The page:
oh well... wouldn't surprise me but j/k!

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    Quote Originally Posted by uid313 View Post
    XAA and DRI is removed now?
    XAA has been removed, DRI has been almost completely removed. It's 3717 lines of code, nicely isolated from everything else. But you're right, it'd be a good deprecation to make.

    Quote Originally Posted by uid313 View Post
    Is EXA removed yet? Can it be removed? Will it be removed?
    I doubt EXA will ever be removed. The primary focus of EXA isn't acceleration, it's on buffer management. Buffers can be in one of three places: system memory, graphics memory accessible by the CPU, and straight graphics memory. Each of these have their own tradeoffs, and where they need to be depends on the usage pattern (i.e. the balance between CPU and GPU accesses). So EXA has a hugely complex model to try to manage this, and is still used by the AMD and Nouveau drivers, amongst others.

    UXA was developed by Intel, because they don't have the system memory vs. graphics memory split, and now with Sandy Bridge and up they don't even have to worry about caching. So it made sense for them to split from EXA, but they're about the only open driver which can do this.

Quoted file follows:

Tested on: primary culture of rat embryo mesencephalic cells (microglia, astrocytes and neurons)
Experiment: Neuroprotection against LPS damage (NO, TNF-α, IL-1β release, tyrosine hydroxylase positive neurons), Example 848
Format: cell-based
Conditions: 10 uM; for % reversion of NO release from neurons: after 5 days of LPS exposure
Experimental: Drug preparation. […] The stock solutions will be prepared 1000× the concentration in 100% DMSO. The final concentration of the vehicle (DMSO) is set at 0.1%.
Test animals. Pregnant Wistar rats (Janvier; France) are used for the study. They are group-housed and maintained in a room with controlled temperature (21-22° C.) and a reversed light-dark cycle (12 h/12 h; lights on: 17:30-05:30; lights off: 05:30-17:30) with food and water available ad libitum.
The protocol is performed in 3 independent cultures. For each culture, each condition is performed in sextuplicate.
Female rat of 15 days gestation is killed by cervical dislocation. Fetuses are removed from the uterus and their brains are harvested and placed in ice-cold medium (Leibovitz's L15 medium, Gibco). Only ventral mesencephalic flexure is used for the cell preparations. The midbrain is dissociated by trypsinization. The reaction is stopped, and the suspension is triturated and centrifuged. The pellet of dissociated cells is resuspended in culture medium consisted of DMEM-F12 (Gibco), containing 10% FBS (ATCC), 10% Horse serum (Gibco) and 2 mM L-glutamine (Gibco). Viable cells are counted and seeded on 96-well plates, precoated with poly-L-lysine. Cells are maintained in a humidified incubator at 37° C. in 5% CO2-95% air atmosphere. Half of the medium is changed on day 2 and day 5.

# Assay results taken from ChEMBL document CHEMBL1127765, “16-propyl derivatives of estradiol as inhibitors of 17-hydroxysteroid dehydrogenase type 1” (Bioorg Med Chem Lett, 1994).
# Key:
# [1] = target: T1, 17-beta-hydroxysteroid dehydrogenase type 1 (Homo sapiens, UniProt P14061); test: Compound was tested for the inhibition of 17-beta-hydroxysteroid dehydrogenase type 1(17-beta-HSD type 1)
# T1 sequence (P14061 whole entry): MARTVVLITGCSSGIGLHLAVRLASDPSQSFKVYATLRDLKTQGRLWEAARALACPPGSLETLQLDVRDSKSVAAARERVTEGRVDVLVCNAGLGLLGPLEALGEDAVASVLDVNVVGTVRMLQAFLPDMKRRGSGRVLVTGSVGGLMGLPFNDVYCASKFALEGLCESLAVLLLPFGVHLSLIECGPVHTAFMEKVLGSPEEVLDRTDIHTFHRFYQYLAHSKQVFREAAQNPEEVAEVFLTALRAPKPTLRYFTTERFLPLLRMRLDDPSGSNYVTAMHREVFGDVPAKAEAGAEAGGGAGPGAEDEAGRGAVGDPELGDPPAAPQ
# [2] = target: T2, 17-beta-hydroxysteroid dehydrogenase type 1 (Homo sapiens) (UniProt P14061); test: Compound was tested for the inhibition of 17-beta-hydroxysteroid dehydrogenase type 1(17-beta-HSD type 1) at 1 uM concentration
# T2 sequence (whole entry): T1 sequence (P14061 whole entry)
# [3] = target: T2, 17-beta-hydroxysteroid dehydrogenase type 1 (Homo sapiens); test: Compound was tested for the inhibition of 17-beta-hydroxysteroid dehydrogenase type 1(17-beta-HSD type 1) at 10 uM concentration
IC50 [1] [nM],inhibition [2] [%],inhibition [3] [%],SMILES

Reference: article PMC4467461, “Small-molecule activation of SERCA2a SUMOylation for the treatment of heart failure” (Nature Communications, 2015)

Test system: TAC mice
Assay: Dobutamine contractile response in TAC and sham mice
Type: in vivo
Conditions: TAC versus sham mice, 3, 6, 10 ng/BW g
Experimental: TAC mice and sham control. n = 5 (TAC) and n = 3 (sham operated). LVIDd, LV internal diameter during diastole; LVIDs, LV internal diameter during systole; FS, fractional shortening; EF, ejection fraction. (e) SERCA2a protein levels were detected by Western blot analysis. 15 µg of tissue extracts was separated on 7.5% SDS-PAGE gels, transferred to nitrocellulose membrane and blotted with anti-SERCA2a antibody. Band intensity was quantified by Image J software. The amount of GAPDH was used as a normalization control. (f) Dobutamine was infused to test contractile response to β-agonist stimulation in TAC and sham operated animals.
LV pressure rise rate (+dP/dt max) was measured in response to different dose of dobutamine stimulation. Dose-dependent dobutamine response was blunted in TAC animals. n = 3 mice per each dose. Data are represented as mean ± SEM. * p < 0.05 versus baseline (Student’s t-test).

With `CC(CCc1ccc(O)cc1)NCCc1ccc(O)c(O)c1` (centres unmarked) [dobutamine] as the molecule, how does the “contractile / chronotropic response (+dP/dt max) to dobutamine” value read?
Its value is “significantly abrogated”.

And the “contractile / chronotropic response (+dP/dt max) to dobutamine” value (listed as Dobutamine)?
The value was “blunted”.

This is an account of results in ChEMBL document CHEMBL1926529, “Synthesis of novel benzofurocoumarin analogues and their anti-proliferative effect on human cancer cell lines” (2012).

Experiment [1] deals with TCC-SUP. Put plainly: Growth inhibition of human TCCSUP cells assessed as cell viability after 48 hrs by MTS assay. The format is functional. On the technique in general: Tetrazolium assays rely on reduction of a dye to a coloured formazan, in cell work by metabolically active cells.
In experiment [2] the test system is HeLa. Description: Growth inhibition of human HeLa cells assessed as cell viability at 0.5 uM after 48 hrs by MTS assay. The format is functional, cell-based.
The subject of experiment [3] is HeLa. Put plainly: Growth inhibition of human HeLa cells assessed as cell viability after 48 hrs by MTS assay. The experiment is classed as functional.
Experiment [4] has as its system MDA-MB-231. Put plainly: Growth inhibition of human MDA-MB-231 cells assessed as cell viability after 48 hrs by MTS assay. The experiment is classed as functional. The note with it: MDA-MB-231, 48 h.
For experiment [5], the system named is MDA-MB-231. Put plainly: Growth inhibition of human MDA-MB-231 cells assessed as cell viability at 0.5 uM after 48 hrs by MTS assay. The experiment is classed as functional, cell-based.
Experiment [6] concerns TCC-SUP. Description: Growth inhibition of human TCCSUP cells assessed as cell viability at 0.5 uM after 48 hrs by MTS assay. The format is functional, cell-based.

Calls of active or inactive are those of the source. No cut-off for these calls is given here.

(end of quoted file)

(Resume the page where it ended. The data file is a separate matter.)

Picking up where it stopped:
Quote Originally Posted by uid313 View Post
    Now DRI3 is on the way, so when that happens, will DRI2 be removed?
    I don't know the answer to that one.

    Quote Originally Posted by uid313 View Post
    What else can be removed?
    Somethings cant be fixed/changed without breaking everything.
    But maybe we can remove lots of things that nobody uses these days.
    Sure, X.org Server wont be 100% compliant with X11 anymore, but at least we will have got rid of lots of old legacy cruft, and made the code base smaller and more easier to maintain.
    Honestly? Really not a lot. DRI 1 is a really good suggestion which I didn't think of when we cleaned it up. But the server codebase is about half the size it was when we released 7.0 back in 2005; since then we've added AIGLX and subsequently DRI2, XI2.0 (multi-pointer) and 2.2 (multitouch) as well as input hotplug, RandR 1.2, and a hell of a lot more. The headline figure for lines of code in the X server is a bit over 500,000 which seems like a lot, but when you consider the ~20,000 lines of core rendering, the core font code, the various deprecated-but-still-used input extensions, etc, there's not a great deal left to cut out. And, if you're removing those bits, why still bother being X? There will always still be ancient proprietary Motif apps to which no-one has the source code that need to be supported by RHEL. Always.